Modahl I.S.,Ostfold Research | Raadal H.L.,Energy and Climate Change Consultant | Gagnon L.,Energy and Climate Change Consultant | Bakken T.H.,Sintef
Energy Policy | Year: 2013

The aim of this paper is to improve the basis for the comparison of energy products. The paper will discuss important methodological issues with regard to various energy indicators and it will, by means of a few selected energy indicators, show examples of results for hydropower, wind power and electricity from biomass, gas and coal. Lastly it will suggest methods to achieve results which are more consistent when comparing electricity production technologies. In general, methodological issues can affect the results of life cycle assessments. In this paper, the authors have focused on the effect of system boundaries for energy indicators and found that the internal ranking of cases within one electricity generation technology is dependent on the indicator used. These variations do not, however, alter the general ranking of the major technologies studied. The authors suggest that future assessments should focus on a smaller set of indicators: the Cumulative Energy Demand (CED), which is the most "universal" indicator, Energy Payback Ratio (EPR) for assessment of upstream activities, and a suggested "Cumulative Fossil Energy Demand" (CFED) for resource depletion assessments. There is also a need for stricter standardisation and increased transparency in the assessment of energy products. © 2013 Elsevier Ltd. Source

Askham C.,Ostfold Research
International Journal of Life Cycle Assessment | Year: 2012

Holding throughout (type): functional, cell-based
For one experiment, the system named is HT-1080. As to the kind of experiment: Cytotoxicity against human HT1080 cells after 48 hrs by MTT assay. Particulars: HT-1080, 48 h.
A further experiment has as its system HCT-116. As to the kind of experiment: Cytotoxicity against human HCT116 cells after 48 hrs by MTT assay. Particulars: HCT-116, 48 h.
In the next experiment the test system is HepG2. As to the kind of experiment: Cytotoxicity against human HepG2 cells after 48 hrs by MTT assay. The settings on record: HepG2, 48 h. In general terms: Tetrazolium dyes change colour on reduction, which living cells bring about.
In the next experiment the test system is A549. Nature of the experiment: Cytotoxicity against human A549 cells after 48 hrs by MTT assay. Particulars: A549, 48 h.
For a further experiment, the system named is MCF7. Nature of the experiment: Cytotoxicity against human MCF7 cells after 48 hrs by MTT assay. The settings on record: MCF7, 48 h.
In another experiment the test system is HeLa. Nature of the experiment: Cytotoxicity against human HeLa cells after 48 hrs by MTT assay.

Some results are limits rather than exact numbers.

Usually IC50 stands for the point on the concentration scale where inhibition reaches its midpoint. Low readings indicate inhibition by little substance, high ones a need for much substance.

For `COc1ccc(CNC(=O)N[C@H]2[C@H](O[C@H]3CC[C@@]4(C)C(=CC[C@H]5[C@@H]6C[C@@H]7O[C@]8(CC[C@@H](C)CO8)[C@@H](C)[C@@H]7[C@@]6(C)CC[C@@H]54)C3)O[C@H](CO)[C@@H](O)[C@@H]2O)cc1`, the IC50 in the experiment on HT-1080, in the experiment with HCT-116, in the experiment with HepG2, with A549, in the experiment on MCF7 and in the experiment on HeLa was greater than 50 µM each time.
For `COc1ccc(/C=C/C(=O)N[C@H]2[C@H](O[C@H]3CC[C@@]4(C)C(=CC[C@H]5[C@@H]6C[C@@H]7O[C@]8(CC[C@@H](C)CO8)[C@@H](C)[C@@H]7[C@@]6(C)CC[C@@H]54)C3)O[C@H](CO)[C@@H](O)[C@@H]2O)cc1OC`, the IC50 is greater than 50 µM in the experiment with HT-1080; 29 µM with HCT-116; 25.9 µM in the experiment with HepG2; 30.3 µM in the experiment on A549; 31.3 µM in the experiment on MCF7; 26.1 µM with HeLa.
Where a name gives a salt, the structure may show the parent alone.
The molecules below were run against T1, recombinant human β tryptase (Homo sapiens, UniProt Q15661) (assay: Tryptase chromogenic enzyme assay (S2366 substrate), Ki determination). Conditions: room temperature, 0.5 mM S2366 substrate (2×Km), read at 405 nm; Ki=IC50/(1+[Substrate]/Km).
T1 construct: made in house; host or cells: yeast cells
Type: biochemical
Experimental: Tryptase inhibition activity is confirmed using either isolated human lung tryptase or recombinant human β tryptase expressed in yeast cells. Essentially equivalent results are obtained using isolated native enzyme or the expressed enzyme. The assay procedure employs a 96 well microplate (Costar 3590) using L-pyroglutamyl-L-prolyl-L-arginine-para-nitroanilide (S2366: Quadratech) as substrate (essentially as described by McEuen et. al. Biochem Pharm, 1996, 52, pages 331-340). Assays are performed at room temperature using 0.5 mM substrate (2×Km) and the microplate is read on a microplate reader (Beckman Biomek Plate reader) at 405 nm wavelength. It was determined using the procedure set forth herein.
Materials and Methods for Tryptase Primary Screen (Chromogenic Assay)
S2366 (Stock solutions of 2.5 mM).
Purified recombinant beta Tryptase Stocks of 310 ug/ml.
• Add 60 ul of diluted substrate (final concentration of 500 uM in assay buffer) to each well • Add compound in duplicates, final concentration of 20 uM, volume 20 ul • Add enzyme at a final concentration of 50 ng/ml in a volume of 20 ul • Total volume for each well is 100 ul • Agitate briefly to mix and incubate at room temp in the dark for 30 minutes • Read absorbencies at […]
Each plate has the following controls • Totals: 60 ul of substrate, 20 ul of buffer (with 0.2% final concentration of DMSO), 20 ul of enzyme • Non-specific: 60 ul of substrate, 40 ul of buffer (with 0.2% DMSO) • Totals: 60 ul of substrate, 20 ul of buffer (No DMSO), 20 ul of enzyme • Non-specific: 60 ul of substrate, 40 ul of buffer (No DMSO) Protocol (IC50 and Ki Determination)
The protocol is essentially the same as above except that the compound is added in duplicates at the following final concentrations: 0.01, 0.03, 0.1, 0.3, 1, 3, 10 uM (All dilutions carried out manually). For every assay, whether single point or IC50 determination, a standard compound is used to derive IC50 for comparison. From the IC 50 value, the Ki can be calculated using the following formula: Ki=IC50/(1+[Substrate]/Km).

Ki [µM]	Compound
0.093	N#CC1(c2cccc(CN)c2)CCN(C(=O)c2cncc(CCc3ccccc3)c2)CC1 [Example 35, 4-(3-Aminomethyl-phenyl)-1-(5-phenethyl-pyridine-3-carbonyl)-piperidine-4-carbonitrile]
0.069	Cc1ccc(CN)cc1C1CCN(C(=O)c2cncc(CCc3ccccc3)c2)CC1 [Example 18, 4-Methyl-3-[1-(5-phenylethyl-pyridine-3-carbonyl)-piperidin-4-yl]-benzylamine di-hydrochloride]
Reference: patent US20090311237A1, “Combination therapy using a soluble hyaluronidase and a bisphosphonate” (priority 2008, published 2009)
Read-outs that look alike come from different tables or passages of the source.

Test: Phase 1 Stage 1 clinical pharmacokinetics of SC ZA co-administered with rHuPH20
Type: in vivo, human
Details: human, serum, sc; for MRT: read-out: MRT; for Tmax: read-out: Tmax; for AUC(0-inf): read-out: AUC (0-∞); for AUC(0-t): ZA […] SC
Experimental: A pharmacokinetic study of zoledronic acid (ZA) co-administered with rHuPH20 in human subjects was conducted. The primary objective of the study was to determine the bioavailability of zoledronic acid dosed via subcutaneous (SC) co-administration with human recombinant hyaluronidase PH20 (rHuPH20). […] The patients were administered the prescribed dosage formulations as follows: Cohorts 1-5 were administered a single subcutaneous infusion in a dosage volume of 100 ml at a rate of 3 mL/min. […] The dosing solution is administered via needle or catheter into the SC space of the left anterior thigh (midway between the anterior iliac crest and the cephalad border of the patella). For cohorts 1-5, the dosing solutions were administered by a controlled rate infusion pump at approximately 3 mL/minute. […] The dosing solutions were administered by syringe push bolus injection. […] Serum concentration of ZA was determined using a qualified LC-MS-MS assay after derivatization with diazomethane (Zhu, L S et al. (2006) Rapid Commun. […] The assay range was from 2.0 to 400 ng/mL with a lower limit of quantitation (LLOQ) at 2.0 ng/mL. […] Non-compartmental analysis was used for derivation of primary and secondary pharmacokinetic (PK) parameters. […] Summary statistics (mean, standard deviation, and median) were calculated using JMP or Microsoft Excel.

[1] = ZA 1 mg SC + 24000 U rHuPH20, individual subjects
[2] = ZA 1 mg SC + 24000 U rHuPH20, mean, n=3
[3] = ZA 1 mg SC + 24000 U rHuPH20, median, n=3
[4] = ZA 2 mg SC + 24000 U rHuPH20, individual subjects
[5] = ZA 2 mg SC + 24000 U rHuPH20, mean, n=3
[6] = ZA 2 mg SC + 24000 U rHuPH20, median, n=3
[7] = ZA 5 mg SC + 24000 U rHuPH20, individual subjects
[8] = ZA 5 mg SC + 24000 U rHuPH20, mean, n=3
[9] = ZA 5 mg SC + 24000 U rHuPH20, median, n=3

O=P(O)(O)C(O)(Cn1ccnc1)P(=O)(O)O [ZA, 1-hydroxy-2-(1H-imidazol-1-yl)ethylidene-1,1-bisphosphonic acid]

Purpose: This paper discusses issues associated with the research question: What are the similarities and differences between the REACH and life cycle assessment (LCA) approaches, and how can synergies between these two approaches be exploited to achieve environmental improvements in a holistic perspective? Methods: The Innochem project (Hanssen 2010) has been the vehicle for examining two different approaches for product improvement: REACH and LCA. Product LCAs and REACH assessments were performed on several products from each of the two main company participants, i.e. Jotun and HÅG. These companies are downstream users, according to the REACH definition: Jotun producing mixtures and HÅG manufacturing articles. Knowledge of the REACH and LCA aspects associated with these two types of products existed in the project team and was used in the project period (2006-2011) to compare the two approaches. Results: This paper presents similarities and differences between REACH and LCA approaches as related to reducing impacts on the environment. As an illustrative example, the REACH registration dossier is compared to USEtox data for benzene. Conclusions: Combining aspects of LCA with REACH can give companies a competitive edge and benefit society. The greater availability of toxicity data that will result from REACH can strenghten LCA toxicity assessments and methods. The functional life cycle approach and potential synergies from LCA are important when implementing REACH in companies in order to avoid suboptimal solutions and exploit the potential for achieving innovative improvements. Many companies will use both approaches, which may lead to results pointing in the same direction, or contradictory results. Using both approaches and exploiting concurrence and synergies between them will ensure that decision makers are aware of potential conflicts during the product development process and can thus be able to seek solutions that will avoid these conflicts of interest. © 2011 Springer-Verlag. Source